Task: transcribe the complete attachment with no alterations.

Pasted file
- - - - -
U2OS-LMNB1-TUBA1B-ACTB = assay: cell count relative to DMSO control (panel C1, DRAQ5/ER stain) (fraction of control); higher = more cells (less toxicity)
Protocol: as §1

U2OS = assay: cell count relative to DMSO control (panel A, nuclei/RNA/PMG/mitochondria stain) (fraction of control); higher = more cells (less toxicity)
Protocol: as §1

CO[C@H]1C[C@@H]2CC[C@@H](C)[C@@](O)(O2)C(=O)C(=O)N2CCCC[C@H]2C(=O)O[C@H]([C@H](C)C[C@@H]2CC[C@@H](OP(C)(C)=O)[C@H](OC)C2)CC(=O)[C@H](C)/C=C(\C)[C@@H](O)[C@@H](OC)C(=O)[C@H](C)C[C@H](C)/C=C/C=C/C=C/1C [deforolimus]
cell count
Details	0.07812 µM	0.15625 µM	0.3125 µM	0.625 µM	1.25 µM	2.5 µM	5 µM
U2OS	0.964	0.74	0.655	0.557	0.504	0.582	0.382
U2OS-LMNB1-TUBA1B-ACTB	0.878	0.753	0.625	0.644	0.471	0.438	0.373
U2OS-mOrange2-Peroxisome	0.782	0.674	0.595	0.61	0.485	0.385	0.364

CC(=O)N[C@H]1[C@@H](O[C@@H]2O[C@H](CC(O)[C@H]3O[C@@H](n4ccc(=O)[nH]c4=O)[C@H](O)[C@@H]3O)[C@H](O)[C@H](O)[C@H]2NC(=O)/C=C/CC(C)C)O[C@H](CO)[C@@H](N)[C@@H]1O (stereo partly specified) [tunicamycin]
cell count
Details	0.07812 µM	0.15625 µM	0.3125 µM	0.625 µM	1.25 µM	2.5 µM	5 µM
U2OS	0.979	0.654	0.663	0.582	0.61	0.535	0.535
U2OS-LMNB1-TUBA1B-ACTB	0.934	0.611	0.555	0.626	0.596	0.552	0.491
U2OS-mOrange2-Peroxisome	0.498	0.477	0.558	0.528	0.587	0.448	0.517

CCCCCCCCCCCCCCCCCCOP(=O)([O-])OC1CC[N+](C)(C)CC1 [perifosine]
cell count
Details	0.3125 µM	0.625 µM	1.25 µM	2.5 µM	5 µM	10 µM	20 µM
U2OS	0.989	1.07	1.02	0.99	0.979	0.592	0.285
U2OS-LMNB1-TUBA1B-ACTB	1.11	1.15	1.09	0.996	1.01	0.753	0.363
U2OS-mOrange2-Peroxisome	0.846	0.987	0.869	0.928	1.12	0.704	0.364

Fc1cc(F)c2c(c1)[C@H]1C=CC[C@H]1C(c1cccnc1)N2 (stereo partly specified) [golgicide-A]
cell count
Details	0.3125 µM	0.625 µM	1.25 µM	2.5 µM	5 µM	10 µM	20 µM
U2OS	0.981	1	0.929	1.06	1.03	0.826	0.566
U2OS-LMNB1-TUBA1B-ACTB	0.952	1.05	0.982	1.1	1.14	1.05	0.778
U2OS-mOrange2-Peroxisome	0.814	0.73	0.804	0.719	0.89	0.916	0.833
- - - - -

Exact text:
U2OS-LMNB1-TUBA1B-ACTB = assay: cell count relative to DMSO control (panel C1, DRAQ5/ER stain) (fraction of control); higher = more cells (less toxicity)
Protocol: as §1

U2OS = assay: cell count relative to DMSO control (panel A, nuclei/RNA/PMG/mitochondria stain) (fraction of control); higher = more cells (less toxicity)
Protocol: as §1

CO[C@H]1C[C@@H]2CC[C@@H](C)[C@@](O)(O2)C(=O)C(=O)N2CCCC[C@H]2C(=O)O[C@H]([C@H](C)C[C@@H]2CC[C@@H](OP(C)(C)=O)[C@H](OC)C2)CC(=O)[C@H](C)/C=C(\C)[C@@H](O)[C@@H](OC)C(=O)[C@H](C)C[C@H](C)/C=C/C=C/C=C/1C [deforolimus]
cell count
Details	0.07812 µM	0.15625 µM	0.3125 µM	0.625 µM	1.25 µM	2.5 µM	5 µM
U2OS	0.964	0.74	0.655	0.557	0.504	0.582	0.382
U2OS-LMNB1-TUBA1B-ACTB	0.878	0.753	0.625	0.644	0.471	0.438	0.373
U2OS-mOrange2-Peroxisome	0.782	0.674	0.595	0.61	0.485	0.385	0.364

CC(=O)N[C@H]1[C@@H](O[C@@H]2O[C@H](CC(O)[C@H]3O[C@@H](n4ccc(=O)[nH]c4=O)[C@H](O)[C@@H]3O)[C@H](O)[C@H](O)[C@H]2NC(=O)/C=C/CC(C)C)O[C@H](CO)[C@@H](N)[C@@H]1O (stereo partly specified) [tunicamycin]
cell count
Details	0.07812 µM	0.15625 µM	0.3125 µM	0.625 µM	1.25 µM	2.5 µM	5 µM
U2OS	0.979	0.654	0.663	0.582	0.61	0.535	0.535
U2OS-LMNB1-TUBA1B-ACTB	0.934	0.611	0.555	0.626	0.596	0.552	0.491
U2OS-mOrange2-Peroxisome	0.498	0.477	0.558	0.528	0.587	0.448	0.517

CCCCCCCCCCCCCCCCCCOP(=O)([O-])OC1CC[N+](C)(C)CC1 [perifosine]
cell count
Details	0.3125 µM	0.625 µM	1.25 µM	2.5 µM	5 µM	10 µM	20 µM
U2OS	0.989	1.07	1.02	0.99	0.979	0.592	0.285
U2OS-LMNB1-TUBA1B-ACTB	1.11	1.15	1.09	0.996	1.01	0.753	0.363
U2OS-mOrange2-Peroxisome	0.846	0.987	0.869	0.928	1.12	0.704	0.364

Fc1cc(F)c2c(c1)[C@H]1C=CC[C@H]1C(c1cccnc1)N2 (stereo partly specified) [golgicide-A]
cell count
Details	0.3125 µM	0.625 µM	1.25 µM	2.5 µM	5 µM	10 µM	20 µM
U2OS	0.981	1	0.929	1.06	1.03	0.826	0.566
U2OS-LMNB1-TUBA1B-ACTB	0.952	1.05	0.982	1.1	1.14	1.05	0.778
U2OS-mOrange2-Peroxisome	0.814	0.73	0.804	0.719	0.89	0.916	0.833